Homeless men and women around the world play soccer for a better life
The 2014 FIFA World Cup in Brazil began on June 12, and it’s difficult for anyone to ignore the excitement surrounding the event as friends and neighbors rally around their favorite teams and players.
The major fandom occurring over the sport of soccer — or football as it’s known in most of the world — can offer people a sense of community and belonging they might not have otherwise.
Besides FIFA’s, there is another “World Cup” which seeks to provide this sense of community for a demographic of people often overlooked — the homeless.
The Homeless World Cup is an international football tournament that uses, as their website says, “the power of football to energize homeless people so they can change their own lives.”
The organization does this through coordinating and supporting its network of 70 international partner organizations, which lead programs in soccer and management skills throughout the world.
These national partners, as they’re called, provide homeless men and women with the tools they need to succeed, such as the professional services of education, employment, health and legal advice.
Homeless World Cup believes that giving people a community and activity can give them a new outlook on life and empower them to make changes in their lives.
“When a homeless person gets involved in football, they communicate and build relationships with others,” the website states. “They become teammates, learning to trust and share; they have a responsibility to attend training sessions and games, to be on time and prepared to participate. They feel part of something.”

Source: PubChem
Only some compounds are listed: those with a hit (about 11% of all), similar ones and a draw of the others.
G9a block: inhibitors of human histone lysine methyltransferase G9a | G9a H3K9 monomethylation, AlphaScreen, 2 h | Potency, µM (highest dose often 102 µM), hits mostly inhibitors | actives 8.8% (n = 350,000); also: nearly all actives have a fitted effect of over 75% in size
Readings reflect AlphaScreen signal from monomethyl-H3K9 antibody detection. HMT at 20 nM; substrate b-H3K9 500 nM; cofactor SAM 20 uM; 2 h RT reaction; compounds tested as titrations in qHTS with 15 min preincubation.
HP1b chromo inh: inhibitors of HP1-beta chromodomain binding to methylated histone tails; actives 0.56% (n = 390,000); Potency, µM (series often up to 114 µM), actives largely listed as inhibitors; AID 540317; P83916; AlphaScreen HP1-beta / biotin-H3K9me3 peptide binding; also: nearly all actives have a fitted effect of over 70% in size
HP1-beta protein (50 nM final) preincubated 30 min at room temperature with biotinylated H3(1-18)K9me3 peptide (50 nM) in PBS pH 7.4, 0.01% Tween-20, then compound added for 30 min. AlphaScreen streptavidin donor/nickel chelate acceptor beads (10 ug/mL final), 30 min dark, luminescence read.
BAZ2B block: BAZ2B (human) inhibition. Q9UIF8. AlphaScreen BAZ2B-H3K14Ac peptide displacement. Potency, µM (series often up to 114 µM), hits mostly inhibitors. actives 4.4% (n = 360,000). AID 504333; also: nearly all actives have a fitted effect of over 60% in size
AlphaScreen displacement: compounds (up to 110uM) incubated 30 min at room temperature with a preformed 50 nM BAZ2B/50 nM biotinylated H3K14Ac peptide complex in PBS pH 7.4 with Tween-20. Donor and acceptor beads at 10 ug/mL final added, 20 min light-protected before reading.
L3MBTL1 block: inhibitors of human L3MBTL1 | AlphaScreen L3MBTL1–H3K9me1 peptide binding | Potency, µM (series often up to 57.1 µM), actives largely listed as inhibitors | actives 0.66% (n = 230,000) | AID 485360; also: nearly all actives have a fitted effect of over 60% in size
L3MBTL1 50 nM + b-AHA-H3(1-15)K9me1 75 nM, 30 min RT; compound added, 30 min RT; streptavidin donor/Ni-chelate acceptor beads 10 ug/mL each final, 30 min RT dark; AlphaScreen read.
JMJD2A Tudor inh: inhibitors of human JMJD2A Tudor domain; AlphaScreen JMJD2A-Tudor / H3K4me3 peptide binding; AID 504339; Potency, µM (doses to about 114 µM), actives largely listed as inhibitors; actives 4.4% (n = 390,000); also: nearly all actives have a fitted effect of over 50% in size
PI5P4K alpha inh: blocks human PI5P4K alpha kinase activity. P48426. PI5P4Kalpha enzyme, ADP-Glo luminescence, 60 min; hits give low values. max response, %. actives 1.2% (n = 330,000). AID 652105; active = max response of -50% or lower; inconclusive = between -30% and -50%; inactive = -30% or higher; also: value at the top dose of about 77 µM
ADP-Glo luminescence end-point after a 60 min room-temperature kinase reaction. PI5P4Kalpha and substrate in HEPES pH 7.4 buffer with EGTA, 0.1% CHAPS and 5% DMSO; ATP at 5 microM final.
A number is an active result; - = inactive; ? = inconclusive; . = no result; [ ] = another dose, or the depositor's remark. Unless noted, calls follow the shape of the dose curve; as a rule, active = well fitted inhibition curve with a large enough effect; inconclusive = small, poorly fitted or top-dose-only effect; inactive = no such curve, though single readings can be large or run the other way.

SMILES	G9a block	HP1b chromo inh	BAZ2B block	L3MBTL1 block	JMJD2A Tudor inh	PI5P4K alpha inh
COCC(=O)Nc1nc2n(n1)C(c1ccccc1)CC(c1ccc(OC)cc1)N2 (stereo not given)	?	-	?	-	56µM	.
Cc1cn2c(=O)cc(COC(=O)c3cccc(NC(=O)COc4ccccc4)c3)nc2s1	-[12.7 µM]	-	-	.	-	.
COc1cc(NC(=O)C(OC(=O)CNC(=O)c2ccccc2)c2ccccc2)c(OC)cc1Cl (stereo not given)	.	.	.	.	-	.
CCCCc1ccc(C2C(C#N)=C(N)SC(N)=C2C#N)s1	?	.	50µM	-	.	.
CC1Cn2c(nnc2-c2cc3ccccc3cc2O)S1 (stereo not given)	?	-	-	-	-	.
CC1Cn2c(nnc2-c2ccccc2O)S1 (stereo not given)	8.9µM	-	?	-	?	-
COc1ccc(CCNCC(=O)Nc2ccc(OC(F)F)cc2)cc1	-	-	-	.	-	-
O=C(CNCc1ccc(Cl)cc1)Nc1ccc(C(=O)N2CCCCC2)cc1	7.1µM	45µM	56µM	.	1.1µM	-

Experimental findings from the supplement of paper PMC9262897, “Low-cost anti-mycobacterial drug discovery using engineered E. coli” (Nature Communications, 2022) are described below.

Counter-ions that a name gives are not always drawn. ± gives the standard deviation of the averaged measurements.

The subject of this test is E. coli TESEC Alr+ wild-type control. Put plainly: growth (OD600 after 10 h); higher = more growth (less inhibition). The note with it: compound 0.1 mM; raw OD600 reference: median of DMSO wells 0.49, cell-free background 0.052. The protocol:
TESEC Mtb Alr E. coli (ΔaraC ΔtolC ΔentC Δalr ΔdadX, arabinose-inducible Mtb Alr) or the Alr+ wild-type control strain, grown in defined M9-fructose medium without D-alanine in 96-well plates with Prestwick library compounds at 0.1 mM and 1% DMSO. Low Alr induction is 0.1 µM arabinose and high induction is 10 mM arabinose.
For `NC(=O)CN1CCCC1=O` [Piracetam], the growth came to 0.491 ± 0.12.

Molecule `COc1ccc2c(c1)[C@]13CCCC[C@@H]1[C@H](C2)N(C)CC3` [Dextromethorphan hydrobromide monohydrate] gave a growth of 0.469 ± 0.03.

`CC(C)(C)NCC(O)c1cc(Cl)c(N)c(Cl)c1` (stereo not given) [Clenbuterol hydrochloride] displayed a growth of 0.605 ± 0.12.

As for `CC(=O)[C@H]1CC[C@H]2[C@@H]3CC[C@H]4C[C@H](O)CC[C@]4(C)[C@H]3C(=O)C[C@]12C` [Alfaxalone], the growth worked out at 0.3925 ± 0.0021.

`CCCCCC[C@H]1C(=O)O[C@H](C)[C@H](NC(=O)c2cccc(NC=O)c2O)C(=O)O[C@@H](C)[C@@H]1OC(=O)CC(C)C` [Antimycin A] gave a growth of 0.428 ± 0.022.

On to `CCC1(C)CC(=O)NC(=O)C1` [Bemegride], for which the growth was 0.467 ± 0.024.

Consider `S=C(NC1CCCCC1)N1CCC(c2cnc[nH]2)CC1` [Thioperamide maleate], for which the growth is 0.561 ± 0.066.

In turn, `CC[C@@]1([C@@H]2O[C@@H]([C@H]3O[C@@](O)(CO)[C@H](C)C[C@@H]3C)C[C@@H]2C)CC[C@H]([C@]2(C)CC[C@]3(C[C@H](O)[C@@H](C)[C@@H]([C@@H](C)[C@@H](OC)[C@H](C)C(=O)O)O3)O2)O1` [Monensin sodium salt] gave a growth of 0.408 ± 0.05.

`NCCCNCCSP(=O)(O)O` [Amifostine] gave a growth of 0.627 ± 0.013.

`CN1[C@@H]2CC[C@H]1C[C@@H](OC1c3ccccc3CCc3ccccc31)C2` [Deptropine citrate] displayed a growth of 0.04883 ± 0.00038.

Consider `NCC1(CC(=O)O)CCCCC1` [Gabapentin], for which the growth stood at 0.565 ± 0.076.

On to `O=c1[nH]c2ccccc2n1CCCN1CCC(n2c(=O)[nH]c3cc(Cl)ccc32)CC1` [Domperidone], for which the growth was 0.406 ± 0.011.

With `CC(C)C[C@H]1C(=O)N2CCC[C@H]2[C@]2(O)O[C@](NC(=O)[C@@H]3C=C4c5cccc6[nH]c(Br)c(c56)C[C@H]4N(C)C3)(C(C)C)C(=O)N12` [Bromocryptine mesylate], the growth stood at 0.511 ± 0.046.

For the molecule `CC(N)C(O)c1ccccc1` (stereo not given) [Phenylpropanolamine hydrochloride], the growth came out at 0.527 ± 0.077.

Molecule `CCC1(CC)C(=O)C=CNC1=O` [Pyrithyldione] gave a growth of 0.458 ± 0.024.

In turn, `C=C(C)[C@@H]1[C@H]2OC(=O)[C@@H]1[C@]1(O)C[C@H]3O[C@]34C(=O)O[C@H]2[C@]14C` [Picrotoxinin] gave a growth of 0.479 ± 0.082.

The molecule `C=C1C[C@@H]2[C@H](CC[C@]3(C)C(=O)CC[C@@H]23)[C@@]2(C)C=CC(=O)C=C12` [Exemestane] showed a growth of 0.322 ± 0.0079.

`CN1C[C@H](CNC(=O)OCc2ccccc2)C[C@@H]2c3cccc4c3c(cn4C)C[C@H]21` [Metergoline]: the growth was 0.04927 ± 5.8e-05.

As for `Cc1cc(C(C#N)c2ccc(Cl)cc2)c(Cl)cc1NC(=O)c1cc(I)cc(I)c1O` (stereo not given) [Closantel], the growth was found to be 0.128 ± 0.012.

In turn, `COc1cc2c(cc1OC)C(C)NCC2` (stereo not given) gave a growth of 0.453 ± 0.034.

The organization’s national partners also — through various tournaments and trials throughout the year — choose the eight men and women who will represent them at the annual Homeless World Cup tournament.
“In life, you have to fight, to train, to strive in order to obtain important results,” Pope Francis said in a video message for the start of the World Cup on June 12. Sportsmanship “becomes an image of the necessary sacrifices in order to grow in the virtues that build the character of a person.”
Many of the national partners are especially committed to helping women and girls. In Northern Uganda, there is a charity initiative called Girls Kick It, which “provides training, coaching opportunities and funds for international travel to tournaments for about 250 girls and young mothers.”
The program’s organizers work with the local communities to gain support and participation — the men and boys often stepping in to help provide childcare during tournaments or practices.
One of the first to sign up for Girls Kick It, Sarah’s life has been greatly impacted by the program. Orphaned at the age of 12 when her parents died of AIDS, Sarah was completely responsible for her younger siblings.
“Playing soccer makes me feel happy and healthy. It has also built my confidence and given me faith that I am able to do the things I thought I couldn’t do,” she said.
As part of Girls Kick It, Sarah received a scholarship so that she could finish high school and is now studying nursing at a university.
The 2014 Homeless World Cup is scheduled to occur October 19-26 in Santiago, Chile.
Soccer “is not only a form of entertainment, but also — and above all, I would say — a tool to communicate values, promote the good of the human person and help build a more peaceful and fraternal society,” Pope Francis said.
I think that’s something we can all root for.
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